Less immediately serious “minor” infections such as recurrent otorrhoea and upper respiratory tract infection, were common and may lead to more serious sequelae in the long term. Fifty five per cent of our patients who were at an age where a response would be expected have poor or absent specific antibody responses to pneumococcal polysaccharide, the most common immunological abnormality in this cohort. Almost half of our patients have received prophylactic co-trimoxazole or intravenous immunoglobulin and are symptomatically improved. The effect is not simply secondary to cardiac surgery, as nine of our patients had not undergone surgery, and five of six with normal cardiac anatomy also suffered from recurrent infection. Many patients were referred routinely because of a diagnosis of 22q11.2 deletion, rather than because of symptoms, and so our high figures are unlikely to be simply because of reporting bias. It may be that there are two cohorts of patients being followed: those seen with infectious problems precipitating referral to a specialist unit, and another smaller cohort referred for assessment because immunodeficiency is recognised within the spectrum of abnormalities associated with 22q11.2 deletion. Even if this were the case, our findings, which have not previously been recognised, indicate that a high proportion of children with 22q11.2 deletion and sinopulmonary infection have an abnormal pneumococcal polysaccharide antibody response.

Autoimmune arthritis is more common in patients with 22q11.2 deletion, and autoimmune cytopenias have also been reported.7,8 Ten (31%) of our patients had evidence of autoimmune phenomena. Although in three this was simply a transient positive autoantibody titre possibly secondary to intercurrent infection, six patients (19%) had symptomatic clinical autoimmune disease. All patients with autoimmune phenomena had an associated abnormality in immunoglobulin levels or specific antibody response.

A number of conflicting observations have been previously made in patients with 22q11.2 deletion. The majority of our patients had low B, T helper, and T cytotoxic cell numbers when compared with age related normals, but lymphopenia does not necessarily lead to persistent or severe recurrent sinopulmonary infection. Many patients with no apparent T cell immunodeficiency have no thymus visible at cardiac surgery, although microscopic thymic tissue is likely to be present. The thymus is important in educating T lymphocytes.

Humoral immunodeficiency in DiGeorge anomaly may reflect aberrant T cell/B cell interaction. Increased T cell apoptosis is described in a patient with DiGeorge anomaly, possibly explaining in part the T lymphopenia seen in this condition.13 Decreased numbers of CD5+ cells, implicated in autoimmunity, have also been observed.14 However, neither of these findings explains the increased incidence of autoimmunity found in these patients, in whom an increase in CD5+ B cells or a decrease in T cell apoptosis (and thus an increase in autoreactive T cells) may be more intuitive. Low numbers of CD8+ cells have also been suggested as a cause of autoimmunity.15 However, no specific pattern was associated with either humoral dysregulation or autoimmune phenomena in this study. In particular, a reversed CD4/CD8 ratio has been reported more commonly in arthritis in patients with 22q11.2 deletion, but we did not find any specific pattern of cellular or humoral abnormality.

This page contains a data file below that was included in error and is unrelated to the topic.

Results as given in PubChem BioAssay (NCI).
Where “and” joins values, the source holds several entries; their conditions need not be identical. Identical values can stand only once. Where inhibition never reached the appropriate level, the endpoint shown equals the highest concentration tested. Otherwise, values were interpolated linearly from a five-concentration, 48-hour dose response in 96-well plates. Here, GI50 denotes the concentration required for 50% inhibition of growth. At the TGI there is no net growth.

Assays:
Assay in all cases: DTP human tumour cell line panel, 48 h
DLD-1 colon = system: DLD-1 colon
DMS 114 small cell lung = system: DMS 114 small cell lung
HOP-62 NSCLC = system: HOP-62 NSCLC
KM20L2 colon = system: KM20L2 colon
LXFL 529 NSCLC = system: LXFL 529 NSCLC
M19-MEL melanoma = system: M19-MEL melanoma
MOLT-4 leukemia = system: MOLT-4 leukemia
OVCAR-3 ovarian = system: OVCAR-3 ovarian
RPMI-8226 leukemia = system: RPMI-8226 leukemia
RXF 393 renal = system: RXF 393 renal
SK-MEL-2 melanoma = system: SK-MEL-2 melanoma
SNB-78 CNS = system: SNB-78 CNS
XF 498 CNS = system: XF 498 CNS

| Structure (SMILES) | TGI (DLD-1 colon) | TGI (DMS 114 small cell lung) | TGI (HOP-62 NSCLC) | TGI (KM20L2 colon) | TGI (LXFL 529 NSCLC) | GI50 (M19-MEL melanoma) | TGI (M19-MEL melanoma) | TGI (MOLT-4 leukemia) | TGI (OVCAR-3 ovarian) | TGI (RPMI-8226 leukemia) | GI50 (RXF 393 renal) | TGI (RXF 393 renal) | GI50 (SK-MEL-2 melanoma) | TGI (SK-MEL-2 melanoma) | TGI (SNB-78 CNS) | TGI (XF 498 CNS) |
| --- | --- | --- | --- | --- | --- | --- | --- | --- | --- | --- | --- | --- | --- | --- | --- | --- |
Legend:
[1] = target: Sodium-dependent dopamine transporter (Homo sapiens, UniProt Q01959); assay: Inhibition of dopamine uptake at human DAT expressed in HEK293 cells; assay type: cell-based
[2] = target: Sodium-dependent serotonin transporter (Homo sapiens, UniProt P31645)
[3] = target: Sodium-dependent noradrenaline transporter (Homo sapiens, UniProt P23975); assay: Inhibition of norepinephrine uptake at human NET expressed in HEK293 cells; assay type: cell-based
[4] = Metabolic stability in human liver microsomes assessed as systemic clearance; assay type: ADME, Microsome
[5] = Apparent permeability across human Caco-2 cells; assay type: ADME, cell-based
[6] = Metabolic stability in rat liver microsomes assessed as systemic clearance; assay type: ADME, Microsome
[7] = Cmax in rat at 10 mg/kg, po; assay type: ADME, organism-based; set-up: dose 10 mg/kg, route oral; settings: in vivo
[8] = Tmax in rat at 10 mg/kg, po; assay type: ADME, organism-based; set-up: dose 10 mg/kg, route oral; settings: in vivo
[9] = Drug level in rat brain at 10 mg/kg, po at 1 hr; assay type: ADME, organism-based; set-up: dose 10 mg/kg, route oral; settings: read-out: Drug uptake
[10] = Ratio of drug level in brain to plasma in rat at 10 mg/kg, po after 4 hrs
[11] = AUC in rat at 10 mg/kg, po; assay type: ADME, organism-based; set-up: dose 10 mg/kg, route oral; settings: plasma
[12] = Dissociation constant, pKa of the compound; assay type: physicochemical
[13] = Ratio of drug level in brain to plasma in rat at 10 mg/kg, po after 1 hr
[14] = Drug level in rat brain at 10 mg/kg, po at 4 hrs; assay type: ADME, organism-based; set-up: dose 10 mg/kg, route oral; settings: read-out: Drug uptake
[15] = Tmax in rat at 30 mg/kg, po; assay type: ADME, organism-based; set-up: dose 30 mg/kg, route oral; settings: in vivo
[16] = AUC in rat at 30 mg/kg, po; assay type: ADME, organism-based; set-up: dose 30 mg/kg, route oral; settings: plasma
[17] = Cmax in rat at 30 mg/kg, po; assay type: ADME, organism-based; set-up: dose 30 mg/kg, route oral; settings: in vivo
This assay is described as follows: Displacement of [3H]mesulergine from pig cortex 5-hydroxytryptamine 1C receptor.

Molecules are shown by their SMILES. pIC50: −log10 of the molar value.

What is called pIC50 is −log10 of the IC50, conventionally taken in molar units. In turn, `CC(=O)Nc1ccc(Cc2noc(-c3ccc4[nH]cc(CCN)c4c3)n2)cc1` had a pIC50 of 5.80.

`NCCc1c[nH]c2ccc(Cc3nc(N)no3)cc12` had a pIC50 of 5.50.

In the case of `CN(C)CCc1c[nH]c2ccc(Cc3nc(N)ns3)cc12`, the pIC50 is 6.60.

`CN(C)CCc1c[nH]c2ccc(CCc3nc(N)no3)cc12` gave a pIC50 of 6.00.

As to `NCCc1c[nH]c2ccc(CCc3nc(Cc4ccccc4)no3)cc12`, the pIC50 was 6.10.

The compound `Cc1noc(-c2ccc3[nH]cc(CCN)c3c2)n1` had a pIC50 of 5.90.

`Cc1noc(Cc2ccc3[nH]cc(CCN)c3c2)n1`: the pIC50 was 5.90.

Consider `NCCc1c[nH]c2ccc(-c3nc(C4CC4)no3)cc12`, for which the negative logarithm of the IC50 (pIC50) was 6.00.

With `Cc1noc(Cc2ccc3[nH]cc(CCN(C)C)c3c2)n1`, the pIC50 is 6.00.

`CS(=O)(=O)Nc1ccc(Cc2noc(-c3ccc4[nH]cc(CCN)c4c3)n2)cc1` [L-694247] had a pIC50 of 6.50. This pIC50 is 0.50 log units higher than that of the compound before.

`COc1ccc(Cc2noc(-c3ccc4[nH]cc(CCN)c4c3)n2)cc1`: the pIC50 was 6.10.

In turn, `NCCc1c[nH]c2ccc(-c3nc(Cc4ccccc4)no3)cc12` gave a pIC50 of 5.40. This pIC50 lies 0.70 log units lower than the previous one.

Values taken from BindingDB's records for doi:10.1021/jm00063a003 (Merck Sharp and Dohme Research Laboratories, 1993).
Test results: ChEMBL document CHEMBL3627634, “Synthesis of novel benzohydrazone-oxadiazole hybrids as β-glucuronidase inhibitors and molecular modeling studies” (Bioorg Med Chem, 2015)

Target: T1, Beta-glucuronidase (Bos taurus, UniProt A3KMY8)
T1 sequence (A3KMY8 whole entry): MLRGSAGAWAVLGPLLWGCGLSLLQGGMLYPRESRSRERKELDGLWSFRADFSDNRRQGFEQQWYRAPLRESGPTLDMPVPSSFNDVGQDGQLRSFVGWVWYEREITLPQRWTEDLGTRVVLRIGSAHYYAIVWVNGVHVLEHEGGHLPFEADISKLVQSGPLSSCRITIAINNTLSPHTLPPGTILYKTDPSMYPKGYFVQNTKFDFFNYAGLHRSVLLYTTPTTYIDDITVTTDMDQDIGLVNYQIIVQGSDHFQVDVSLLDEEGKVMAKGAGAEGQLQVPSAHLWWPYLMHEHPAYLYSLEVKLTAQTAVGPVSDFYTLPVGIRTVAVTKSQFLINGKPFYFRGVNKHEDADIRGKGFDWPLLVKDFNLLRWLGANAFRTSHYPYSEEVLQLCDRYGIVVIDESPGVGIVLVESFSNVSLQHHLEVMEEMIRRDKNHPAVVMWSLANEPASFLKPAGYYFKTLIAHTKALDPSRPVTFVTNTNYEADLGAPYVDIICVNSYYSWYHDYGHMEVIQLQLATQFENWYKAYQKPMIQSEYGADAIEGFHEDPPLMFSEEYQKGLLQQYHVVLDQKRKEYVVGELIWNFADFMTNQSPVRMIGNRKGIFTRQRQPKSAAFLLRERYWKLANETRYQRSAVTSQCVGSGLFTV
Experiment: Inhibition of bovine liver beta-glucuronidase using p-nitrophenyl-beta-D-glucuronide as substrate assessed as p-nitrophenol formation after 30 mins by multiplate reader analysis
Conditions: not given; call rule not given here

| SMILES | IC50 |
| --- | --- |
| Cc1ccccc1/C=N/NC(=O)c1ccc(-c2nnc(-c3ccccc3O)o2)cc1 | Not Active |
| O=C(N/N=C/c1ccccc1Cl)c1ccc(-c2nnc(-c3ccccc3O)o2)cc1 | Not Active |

The mechanism for these abnormalities remains unclear. Low T and B cell numbers per se do not necessarily cause immunodeficiency, but poor T cell development in an abnormal thymus might explain such a high incidence of antibody abnormalities and the autoimmune phenomena. Perhaps these occur because autoreactive T cells are less likely to be deleted in 22q11.2 deletion patients as the thymus is critical for inducing apoptosis in autoreactive T cells. Thymic maldevelopment in 22q11.2 deletion syndrome may allow such cells to persist or lead to dysregulated T cell/B cell interaction. Alternatively, recurrent infection may provoke autoimmune phenomena as may occur in other immunodeficiency states such as common variable immunodeficiency.

In conclusion, while severe T cell immunodeficiency in patients with 22q11.2 deletion is rare, humoral immunodeficiency appears to be more common than has been previously recognised. Normal T cell function and normal immunoglobulin levels do not exclude poor specific antibody responses, and susceptibility to severe or recurrent bacterial infection. Patients diagnosed with 22q11.2 deletion in cardiac, genetic, otolaryngology, and other clinics should routinely be referred for formal immunological assessment of cellular and humoral immune function. Prophylactic antibiotics help reduce the frequency of infection. Some patients have prolonged transient humoral immunodeficiency, but in others it seems to be persistent and severe enough to warrant intravenous immunoglobulin replacement therapy. The response of these patients to conjugated pneumococcal vaccines should be investigated. Furthermore, many patients have evidence of immunodysregulation manifest by autoimmune antibodies, some with clinical disease, associated with other immunoglobulin abnormalities. Whether this is simply an observation of a dysregulated thymus, or a portent of future clinical disease, remains to be determined; careful clinical follow up will be required.